In the daylight, lake Villarica was wide and blue, and the mountains across the lake were green and sharp-tipped. We walked out of the cabana onto the terrace and looked up to see the snow-capped cinder cone of Volcán Villarica rising up behind the trees. We would spend much of the next week sitting on our terrace and watching it smoking - exuberant puffs of white smoke. Puff. Puff. Poof!
It gave a certain frission to a peaceful holiday breakfast.
All that week we kept to a rigorous schedule. We slept late, waking half a hour before a very nice woman arrived at eleven to service the cabana. While the beds were made and the bathroom swept, we lay on lounge chairs under a tree and watched the light shift over the lake.
When the nice woman finished and gone, we went back to bed for a nice hearty nap, then lunched, swam in the lake for an hour or so, and drove into Pucon to buy groceries for a BBQ dinner on the terrace. After dinner we wound sit out by the lake until the light died, then we would come inside and read to each other until it was time again to go to bed.
It was an utterly splendid place for a holiday - lazy volcanic frissions and all. We had arrived just before the season opened -the season opens the week of the new year, more or less, and the beach and the lake were all our own.
But things were happening. One day a row of floats appeared in the lake to mark a swimming area. The next day, a row of freshly painted wooden benches was laid out on the shore. A lifeguard tower was trundled down onto the beach. The next a pack of teenage boys and girls arrived at the little swimming beach - hooting and splashing distantly, jumping off the jetty, adding a touch of holiday gaiety to the scene.
We swam in the lake every afternoon. The water was very clear and the lake slopes so steeply away from the shoreline that a short jetty can make for splendid diving - straight into water the color and consistency of bottled ice-cubes.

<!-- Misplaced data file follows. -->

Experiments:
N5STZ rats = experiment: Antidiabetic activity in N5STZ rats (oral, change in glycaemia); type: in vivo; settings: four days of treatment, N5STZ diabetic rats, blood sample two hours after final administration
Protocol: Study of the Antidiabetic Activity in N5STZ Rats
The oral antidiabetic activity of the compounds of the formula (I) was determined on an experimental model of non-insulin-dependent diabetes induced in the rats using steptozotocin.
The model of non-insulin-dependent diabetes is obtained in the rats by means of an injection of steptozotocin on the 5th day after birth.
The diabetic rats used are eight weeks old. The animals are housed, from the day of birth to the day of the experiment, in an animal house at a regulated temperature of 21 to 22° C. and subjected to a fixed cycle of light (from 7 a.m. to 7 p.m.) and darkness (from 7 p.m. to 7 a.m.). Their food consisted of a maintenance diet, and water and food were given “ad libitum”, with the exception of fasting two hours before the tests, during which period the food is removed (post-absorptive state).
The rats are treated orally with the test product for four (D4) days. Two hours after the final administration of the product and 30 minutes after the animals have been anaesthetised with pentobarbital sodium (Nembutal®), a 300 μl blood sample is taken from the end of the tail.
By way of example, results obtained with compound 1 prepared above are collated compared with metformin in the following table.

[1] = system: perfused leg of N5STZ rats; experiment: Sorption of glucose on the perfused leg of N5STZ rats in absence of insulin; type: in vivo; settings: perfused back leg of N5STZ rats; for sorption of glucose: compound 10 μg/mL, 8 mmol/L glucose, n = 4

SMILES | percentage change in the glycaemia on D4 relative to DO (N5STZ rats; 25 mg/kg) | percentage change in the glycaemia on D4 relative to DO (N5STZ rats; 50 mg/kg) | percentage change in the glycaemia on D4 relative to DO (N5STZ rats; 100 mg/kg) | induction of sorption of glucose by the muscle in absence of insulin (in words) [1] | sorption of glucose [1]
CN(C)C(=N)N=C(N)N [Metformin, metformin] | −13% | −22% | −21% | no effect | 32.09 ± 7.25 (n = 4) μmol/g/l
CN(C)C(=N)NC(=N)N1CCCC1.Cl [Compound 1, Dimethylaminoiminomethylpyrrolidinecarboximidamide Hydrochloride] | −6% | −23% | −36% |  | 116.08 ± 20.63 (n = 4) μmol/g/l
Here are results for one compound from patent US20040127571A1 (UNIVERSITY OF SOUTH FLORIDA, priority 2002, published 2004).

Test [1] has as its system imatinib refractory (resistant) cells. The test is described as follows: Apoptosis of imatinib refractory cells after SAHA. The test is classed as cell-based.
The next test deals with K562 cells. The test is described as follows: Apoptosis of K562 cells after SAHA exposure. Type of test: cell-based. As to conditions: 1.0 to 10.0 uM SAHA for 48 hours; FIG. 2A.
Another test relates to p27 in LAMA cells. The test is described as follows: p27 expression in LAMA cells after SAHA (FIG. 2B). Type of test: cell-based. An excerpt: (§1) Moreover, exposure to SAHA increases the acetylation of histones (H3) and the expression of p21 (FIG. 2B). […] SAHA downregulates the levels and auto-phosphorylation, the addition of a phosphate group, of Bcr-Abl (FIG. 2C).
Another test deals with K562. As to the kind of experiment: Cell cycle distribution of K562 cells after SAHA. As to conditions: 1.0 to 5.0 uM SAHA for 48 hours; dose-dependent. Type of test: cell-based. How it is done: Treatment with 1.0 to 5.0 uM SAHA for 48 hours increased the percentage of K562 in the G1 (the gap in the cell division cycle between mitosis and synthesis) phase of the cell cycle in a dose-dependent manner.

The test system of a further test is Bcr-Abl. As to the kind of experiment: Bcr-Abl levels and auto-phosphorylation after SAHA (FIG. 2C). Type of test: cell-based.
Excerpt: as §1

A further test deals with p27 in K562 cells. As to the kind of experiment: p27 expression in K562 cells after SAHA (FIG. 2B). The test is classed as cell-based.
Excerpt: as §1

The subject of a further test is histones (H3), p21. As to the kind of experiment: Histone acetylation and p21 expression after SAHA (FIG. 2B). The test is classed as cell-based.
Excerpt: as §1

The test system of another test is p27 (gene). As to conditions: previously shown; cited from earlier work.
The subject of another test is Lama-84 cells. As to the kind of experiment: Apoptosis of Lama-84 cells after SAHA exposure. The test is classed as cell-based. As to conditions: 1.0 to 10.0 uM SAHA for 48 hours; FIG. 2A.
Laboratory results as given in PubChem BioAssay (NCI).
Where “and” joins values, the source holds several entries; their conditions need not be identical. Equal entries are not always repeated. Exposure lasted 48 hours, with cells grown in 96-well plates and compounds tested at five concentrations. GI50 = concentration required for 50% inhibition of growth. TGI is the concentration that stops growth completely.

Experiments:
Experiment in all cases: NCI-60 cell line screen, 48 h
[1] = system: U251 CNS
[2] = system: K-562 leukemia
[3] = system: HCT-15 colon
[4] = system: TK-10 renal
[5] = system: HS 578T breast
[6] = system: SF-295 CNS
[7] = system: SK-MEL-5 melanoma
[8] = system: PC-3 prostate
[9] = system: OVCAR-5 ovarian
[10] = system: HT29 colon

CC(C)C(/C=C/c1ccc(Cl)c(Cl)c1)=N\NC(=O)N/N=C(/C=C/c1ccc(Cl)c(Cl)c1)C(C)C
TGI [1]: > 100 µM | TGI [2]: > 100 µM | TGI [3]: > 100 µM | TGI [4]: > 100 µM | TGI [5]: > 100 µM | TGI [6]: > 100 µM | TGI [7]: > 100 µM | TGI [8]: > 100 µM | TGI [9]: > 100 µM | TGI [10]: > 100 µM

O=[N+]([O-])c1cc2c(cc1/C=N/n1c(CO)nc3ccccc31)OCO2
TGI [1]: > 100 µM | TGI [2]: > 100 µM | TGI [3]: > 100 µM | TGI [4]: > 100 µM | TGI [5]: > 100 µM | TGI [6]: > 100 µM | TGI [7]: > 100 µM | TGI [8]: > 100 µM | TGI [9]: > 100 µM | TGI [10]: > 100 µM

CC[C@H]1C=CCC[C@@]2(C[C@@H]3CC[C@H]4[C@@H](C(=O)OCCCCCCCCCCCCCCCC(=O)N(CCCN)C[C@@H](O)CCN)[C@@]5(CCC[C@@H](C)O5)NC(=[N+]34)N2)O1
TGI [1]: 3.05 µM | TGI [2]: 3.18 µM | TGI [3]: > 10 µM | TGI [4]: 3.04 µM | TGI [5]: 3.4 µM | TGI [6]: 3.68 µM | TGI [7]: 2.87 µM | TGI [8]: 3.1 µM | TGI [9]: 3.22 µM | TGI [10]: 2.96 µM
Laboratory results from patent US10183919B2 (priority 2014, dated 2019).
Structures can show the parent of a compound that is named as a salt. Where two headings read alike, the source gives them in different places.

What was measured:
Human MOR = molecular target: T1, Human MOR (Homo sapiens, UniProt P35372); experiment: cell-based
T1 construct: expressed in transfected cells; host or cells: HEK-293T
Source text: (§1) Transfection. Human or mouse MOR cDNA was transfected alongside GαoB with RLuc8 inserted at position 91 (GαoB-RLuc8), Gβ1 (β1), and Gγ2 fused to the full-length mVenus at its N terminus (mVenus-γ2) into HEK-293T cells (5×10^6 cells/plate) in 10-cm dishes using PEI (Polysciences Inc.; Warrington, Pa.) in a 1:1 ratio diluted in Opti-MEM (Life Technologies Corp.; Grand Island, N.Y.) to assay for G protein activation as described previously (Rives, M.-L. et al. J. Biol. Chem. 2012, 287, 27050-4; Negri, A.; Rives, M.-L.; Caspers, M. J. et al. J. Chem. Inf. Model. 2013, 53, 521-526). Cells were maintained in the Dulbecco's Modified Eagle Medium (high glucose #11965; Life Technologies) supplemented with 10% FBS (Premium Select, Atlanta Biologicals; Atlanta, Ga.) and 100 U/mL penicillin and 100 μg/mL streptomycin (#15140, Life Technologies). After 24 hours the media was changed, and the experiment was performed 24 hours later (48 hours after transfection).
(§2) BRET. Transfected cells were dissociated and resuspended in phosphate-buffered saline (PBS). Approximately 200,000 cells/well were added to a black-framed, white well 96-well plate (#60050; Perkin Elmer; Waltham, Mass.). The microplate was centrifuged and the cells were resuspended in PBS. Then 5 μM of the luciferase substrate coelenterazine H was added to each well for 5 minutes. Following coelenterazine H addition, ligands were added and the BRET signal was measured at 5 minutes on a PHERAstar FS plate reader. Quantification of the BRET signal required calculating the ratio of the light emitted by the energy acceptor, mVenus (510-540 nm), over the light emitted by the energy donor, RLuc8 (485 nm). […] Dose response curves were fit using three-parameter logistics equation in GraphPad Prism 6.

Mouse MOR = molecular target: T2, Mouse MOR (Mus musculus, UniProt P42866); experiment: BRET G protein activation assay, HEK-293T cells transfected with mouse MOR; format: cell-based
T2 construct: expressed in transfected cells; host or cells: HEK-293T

I love me my fresh water - any way, any how, and any where, and I could stand Villarica for a good hour or so before i started to feel a little nippy. My Canadian Mr Tabubil, who can handle temperatures staggeringly below zero if they occur on the other side of a parka and good set of thermal underwear, is not quite so comfortable with water. That man can - and has- caught a nasty chill off of a reef in the Hawaiian islands. Down at Villarica, he'd stand on the jetty, working up the courage to jump, then rise up vertically from the depths at a velocity only slightly slower than the one he'd taken going in, and spend the rest of my vivid, brisk and breezy hour sulking in the sun complaining about chilblains and yelling when I dripped on him.
One day, we dragged ourselves away from our quiet beach and drove to the hot springs at Los Pozones. There are many volcanic hot springs in the region. Some of these hot springs have decadent lodges built around them, with saunas and plunge pools and café-bars. Others are nothing more than natural pools in the forest.
The water was extremely hot. The weather was also extremely hot - it was a good 30 degrees C in the sun, but the temperature differential was still great enough to have steam billowing from the pools. We've done this rodeo before, and thought it pretty good, all things considered. Los Pozones, however, puts a twist on the formula. The idea was to alternate sitting in the hot spring with jumping into the icy river next door, and THAT water made Lago Villarica feel like a tepid bath - those tumbling rapids must have topped out at a neat 4 degrees C. After plunging in once and making a hellofalotofnoise before I got out in a hellofahurry, I sat on a rock on the riverbank and let Mr Tabubil gallantly splash me. This ridiculous regimen was supposed to open your pores and fill you simply to the brim with sulfur and minerals and healthy vitality. On a more temperate day the pools would have been an utterly sybaritic luxury, and we have decided to return mid-year, in deep winter, and spend a week sitting in hot-springs when the weather is sensible. As it was, between the extreme cold and the extreme heat, all I got was a sniffle.